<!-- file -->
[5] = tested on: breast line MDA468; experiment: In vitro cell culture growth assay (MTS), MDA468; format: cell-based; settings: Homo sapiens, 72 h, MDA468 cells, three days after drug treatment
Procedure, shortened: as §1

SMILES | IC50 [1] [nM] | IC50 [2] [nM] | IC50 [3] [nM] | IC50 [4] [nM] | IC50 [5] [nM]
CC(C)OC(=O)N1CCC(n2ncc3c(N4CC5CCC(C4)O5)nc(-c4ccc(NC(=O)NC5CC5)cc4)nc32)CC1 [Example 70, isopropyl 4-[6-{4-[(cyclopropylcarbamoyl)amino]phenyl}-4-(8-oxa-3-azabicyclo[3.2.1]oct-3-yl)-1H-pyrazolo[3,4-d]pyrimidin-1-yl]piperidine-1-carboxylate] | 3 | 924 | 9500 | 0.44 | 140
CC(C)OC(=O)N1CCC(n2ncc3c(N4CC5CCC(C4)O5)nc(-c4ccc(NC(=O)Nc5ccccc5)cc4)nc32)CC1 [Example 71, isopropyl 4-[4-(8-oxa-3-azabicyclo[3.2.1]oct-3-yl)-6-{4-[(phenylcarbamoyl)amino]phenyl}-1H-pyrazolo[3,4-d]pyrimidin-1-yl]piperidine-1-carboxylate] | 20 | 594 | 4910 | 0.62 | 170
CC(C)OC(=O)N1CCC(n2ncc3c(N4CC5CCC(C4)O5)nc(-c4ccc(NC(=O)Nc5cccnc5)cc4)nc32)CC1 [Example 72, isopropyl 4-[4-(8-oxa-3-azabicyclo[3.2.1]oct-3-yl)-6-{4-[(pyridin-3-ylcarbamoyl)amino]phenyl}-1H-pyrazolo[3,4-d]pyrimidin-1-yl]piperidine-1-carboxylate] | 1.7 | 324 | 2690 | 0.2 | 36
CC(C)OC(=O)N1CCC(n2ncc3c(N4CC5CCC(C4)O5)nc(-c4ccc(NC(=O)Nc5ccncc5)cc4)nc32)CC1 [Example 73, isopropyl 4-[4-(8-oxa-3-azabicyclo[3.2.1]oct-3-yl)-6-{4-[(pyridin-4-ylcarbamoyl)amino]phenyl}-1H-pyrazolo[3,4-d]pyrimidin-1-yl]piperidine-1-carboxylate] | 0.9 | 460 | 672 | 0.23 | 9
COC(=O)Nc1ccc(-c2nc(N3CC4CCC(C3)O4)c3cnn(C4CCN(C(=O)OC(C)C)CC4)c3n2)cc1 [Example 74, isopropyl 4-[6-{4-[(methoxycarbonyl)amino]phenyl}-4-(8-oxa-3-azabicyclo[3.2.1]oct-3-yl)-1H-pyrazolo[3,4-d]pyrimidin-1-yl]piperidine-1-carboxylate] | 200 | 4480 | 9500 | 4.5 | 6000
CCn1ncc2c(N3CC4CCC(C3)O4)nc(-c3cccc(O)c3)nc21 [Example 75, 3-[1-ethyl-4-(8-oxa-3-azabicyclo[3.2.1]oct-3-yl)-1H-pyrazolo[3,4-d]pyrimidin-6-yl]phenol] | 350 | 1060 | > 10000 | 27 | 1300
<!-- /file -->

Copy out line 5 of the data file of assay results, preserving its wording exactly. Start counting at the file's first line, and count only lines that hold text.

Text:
CC(C)OC(=O)N1CCC(n2ncc3c(N4CC5CCC(C4)O5)nc(-c4ccc(NC(=O)Nc5ccccc5)cc4)nc32)CC1 [Example 71, isopropyl 4-[4-(8-oxa-3-azabicyclo[3.2.1]oct-3-yl)-6-{4-[(phenylcarbamoyl)amino]phenyl}-1H-pyrazolo[3,4-d]pyrimidin-1-yl]piperidine-1-carboxylate] | 20 | 594 | 4910 | 0.62 | 170